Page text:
The IBM System Cluster 1350 is available immediately. Pricing highly varies depending on the configuration.

Comments     Threshold

This article is over a month old, voting and posting comments is disabled

Must buy 3-4
By slickr on 11/7/2006 9:09:29 AM , Rating: 1
Woow, just what i was looking for. Flexible and powerful super computer. How much does it cost anyways, i'm not planing throwing 90.000 euros again for a super computer!

RE: Must buy 3-4
By h0kiez on 11/7/2006 10:52:00 AM , Rating: 2
I have no idea how much it costs...but it ain't 90,000 Euros. Try adding some zeros.

RE: Must buy 3-4
By slickr on 11/7/2006 4:44:27 PM , Rating: 1
hmmm, well i don't know how much they cost now. Back in 1997 super computer model GZH 5600 costed me 90.000 though i got a discount for being their first customer and ordering 4 super computers.

RE: Must buy 3-4
By lemonadesoda on 11/7/2006 8:14:57 PM , Rating: 2
1./ Never heard of it

2./ There were no euros in 1997

3./ Are you on your own Fliegende Untertasse, or just borrowing it?

First useful comment
By Crazyeyeskillah on 11/7/2006 1:34:50 PM , Rating: 2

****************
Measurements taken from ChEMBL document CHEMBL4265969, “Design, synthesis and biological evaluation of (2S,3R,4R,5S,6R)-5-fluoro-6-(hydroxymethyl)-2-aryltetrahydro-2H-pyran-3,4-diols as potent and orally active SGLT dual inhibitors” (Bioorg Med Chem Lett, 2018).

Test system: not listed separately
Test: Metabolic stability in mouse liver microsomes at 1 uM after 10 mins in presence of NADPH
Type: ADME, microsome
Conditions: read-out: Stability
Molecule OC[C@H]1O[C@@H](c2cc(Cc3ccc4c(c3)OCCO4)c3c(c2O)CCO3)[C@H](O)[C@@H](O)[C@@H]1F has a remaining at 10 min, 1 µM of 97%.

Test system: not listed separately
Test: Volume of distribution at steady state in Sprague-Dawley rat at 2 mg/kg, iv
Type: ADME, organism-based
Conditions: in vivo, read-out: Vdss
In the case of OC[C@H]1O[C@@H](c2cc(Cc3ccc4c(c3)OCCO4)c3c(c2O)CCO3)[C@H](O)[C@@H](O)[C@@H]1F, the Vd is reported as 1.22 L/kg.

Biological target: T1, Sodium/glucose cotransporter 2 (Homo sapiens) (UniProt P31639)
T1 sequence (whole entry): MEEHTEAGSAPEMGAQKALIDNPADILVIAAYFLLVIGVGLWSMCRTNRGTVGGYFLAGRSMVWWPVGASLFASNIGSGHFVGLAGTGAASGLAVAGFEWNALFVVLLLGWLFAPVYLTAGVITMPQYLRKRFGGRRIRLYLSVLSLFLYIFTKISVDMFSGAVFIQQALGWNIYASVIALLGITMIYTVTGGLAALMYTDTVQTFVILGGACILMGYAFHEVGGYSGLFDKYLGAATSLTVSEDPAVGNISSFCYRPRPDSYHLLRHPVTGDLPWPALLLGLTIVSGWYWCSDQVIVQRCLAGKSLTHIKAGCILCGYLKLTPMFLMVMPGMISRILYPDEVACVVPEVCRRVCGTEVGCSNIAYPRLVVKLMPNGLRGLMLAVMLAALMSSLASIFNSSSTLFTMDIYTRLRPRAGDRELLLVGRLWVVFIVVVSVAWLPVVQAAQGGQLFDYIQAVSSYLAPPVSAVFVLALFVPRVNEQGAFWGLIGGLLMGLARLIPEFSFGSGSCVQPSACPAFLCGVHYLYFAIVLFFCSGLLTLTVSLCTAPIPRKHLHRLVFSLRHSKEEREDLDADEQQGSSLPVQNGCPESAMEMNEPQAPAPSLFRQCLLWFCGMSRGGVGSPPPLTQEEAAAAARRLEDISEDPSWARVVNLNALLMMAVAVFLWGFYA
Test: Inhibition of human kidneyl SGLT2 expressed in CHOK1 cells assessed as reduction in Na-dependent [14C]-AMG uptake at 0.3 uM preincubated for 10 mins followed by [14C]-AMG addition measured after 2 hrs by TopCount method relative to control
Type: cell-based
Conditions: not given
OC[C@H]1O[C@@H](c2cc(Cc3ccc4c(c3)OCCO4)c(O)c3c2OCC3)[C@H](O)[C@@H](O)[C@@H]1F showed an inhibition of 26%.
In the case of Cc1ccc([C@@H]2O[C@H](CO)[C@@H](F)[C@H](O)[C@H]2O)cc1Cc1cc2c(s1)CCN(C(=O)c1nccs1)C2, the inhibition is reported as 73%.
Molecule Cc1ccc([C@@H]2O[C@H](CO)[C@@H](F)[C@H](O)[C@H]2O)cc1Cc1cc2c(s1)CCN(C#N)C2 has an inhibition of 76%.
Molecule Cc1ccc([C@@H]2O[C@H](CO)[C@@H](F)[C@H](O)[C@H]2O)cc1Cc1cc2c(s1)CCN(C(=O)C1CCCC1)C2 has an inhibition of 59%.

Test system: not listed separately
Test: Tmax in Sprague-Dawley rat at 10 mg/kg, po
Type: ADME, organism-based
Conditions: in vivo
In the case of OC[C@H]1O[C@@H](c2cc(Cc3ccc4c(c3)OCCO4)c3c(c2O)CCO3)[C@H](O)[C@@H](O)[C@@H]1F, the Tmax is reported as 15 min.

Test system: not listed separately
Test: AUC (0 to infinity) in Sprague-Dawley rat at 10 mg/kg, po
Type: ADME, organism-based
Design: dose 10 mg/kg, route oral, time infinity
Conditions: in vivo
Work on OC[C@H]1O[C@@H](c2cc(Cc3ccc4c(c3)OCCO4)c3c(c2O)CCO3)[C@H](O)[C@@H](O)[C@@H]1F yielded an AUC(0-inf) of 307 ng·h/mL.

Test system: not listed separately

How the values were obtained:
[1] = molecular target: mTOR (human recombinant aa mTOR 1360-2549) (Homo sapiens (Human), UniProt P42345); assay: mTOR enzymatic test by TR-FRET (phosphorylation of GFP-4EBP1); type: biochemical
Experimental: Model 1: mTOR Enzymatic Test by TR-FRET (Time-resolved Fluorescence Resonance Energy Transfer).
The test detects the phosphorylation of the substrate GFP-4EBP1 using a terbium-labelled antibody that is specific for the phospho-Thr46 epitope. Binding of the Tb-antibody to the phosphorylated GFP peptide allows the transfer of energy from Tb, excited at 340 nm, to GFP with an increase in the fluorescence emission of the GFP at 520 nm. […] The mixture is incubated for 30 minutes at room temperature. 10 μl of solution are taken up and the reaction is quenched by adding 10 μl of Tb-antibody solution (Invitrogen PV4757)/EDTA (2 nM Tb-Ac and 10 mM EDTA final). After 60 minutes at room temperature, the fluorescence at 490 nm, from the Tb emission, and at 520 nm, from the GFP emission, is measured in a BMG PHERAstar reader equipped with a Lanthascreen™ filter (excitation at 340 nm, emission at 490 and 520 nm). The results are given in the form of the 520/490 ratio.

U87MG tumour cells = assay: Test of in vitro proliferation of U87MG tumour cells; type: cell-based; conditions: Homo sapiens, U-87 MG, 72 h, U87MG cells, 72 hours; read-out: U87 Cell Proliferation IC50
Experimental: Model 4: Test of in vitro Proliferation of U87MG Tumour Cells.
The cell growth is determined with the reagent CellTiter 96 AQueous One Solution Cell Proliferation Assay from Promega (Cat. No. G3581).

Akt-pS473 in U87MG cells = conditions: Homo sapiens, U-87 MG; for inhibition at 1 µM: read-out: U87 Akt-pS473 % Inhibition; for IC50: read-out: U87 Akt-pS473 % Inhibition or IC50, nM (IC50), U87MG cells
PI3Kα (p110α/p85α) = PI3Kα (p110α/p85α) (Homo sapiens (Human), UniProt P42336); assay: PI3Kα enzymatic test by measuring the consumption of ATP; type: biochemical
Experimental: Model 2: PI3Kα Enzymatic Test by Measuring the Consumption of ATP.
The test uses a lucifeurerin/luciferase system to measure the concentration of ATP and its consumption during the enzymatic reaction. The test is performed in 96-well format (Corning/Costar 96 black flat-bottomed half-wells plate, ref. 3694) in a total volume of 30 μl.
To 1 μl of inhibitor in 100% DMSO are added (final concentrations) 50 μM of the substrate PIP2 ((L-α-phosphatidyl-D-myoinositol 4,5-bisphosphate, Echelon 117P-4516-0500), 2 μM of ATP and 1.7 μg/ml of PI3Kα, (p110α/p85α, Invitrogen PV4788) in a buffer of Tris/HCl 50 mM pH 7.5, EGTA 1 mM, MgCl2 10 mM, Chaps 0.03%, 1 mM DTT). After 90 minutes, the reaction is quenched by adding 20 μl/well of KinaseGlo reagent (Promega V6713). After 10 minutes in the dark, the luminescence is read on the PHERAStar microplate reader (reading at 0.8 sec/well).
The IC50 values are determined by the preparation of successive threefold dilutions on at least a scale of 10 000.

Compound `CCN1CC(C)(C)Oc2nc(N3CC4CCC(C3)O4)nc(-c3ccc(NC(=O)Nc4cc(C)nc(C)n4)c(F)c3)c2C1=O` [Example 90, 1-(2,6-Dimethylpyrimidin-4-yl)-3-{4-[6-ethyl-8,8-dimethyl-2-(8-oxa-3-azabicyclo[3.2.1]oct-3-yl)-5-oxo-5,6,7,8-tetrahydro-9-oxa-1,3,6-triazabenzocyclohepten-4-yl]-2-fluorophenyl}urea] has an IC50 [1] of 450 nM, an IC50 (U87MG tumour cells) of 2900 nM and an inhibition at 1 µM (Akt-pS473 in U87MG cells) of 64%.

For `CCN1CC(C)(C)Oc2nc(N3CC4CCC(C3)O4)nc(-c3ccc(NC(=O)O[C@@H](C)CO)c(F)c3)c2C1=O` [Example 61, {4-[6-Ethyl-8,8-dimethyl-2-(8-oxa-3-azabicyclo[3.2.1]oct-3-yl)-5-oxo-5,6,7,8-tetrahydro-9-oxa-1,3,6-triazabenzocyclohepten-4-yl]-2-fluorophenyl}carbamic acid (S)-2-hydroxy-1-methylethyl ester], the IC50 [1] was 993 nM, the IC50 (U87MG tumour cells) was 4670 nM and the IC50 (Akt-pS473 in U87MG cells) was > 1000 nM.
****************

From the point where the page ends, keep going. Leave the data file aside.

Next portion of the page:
Computers like this are bought by the government and defense department. They replace things like the need to test nuclear weapons by creating variables accurate to life that can be tested and built without ever having to detonate a questionable weapon at all. Think about the people that have the most money to spend, and the most to gain from having a technical upper hand. In the medical community, powerful machines like this are giving researchers years of advancements in minutes, by analyzing genetic configurations, variations, and oddities. Products like this can replace "folding at home" type systems to increase security of information, and to give more control to the actual researchers in a more timely fashion.

I just wish we could see things like the secret 'aurora' plane that our government has, think UFO's biotch!

RE: First useful comment
By peternelson on 11/7/2006 8:08:37 PM , Rating: 2
Might also be useful at solving the Valenzetti Equation. Hanso Foundation should fund several for this purpose ;-) They likely do not appear in the top500 list because of the secretive nature of the Dharma Initiative project.

Cluster-based supercomputers are great for many computational applications.